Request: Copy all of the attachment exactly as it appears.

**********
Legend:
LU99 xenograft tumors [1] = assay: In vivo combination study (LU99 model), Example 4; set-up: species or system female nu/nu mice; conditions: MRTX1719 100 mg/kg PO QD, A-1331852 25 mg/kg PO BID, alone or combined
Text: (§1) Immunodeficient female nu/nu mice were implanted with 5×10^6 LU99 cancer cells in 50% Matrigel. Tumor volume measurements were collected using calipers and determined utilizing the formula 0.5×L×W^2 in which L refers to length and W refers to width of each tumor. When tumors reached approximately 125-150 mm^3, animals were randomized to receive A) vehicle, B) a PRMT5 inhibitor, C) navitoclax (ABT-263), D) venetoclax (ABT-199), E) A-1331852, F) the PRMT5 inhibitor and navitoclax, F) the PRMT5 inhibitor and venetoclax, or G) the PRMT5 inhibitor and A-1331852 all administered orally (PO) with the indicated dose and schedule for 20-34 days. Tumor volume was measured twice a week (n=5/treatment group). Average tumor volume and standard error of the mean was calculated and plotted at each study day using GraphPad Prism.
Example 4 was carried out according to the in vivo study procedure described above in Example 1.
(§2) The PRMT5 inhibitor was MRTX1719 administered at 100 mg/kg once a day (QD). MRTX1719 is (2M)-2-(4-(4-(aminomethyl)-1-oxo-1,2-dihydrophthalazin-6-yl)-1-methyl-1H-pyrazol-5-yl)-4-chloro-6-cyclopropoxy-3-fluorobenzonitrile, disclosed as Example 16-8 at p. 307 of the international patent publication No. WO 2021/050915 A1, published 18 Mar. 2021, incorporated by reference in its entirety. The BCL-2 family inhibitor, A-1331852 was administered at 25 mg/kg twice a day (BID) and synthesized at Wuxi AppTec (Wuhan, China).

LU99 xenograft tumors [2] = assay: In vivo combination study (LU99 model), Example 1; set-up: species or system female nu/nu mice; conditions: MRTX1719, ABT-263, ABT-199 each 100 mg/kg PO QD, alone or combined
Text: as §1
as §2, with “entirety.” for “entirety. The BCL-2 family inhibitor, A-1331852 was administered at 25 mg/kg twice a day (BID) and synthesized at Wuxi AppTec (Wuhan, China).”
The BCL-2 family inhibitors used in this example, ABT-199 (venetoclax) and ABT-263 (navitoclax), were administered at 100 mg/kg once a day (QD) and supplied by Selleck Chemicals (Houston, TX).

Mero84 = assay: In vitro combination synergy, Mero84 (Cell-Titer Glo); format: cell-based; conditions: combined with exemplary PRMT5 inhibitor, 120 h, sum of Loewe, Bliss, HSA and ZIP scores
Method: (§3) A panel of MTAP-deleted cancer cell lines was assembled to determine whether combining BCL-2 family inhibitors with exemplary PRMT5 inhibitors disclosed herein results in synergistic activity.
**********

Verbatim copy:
Legend:
LU99 xenograft tumors [1] = assay: In vivo combination study (LU99 model), Example 4; set-up: species or system female nu/nu mice; conditions: MRTX1719 100 mg/kg PO QD, A-1331852 25 mg/kg PO BID, alone or combined
Text: (§1) Immunodeficient female nu/nu mice were implanted with 5×10^6 LU99 cancer cells in 50% Matrigel. Tumor volume measurements were collected using calipers and determined utilizing the formula 0.5×L×W^2 in which L refers to length and W refers to width of each tumor. When tumors reached approximately 125-150 mm^3, animals were randomized to receive A) vehicle, B) a PRMT5 inhibitor, C) navitoclax (ABT-263), D) venetoclax (ABT-199), E) A-1331852, F) the PRMT5 inhibitor and navitoclax, F) the PRMT5 inhibitor and venetoclax, or G) the PRMT5 inhibitor and A-1331852 all administered orally (PO) with the indicated dose and schedule for 20-34 days. Tumor volume was measured twice a week (n=5/treatment group). Average tumor volume and standard error of the mean was calculated and plotted at each study day using GraphPad Prism.
Example 4 was carried out according to the in vivo study procedure described above in Example 1.
(§2) The PRMT5 inhibitor was MRTX1719 administered at 100 mg/kg once a day (QD). MRTX1719 is (2M)-2-(4-(4-(aminomethyl)-1-oxo-1,2-dihydrophthalazin-6-yl)-1-methyl-1H-pyrazol-5-yl)-4-chloro-6-cyclopropoxy-3-fluorobenzonitrile, disclosed as Example 16-8 at p. 307 of the international patent publication No. WO 2021/050915 A1, published 18 Mar. 2021, incorporated by reference in its entirety. The BCL-2 family inhibitor, A-1331852 was administered at 25 mg/kg twice a day (BID) and synthesized at Wuxi AppTec (Wuhan, China).

LU99 xenograft tumors [2] = assay: In vivo combination study (LU99 model), Example 1; set-up: species or system female nu/nu mice; conditions: MRTX1719, ABT-263, ABT-199 each 100 mg/kg PO QD, alone or combined
Text: as §1
as §2, with “entirety.” for “entirety. The BCL-2 family inhibitor, A-1331852 was administered at 25 mg/kg twice a day (BID) and synthesized at Wuxi AppTec (Wuhan, China).”
The BCL-2 family inhibitors used in this example, ABT-199 (venetoclax) and ABT-263 (navitoclax), were administered at 100 mg/kg once a day (QD) and supplied by Selleck Chemicals (Houston, TX).

Mero84 = assay: In vitro combination synergy, Mero84 (Cell-Titer Glo); format: cell-based; conditions: combined with exemplary PRMT5 inhibitor, 120 h, sum of Loewe, Bliss, HSA and ZIP scores
Method: (§3) A panel of MTAP-deleted cancer cell lines was assembled to determine whether combining BCL-2 family inhibitors with exemplary PRMT5 inhibitors disclosed herein results in synergistic activity.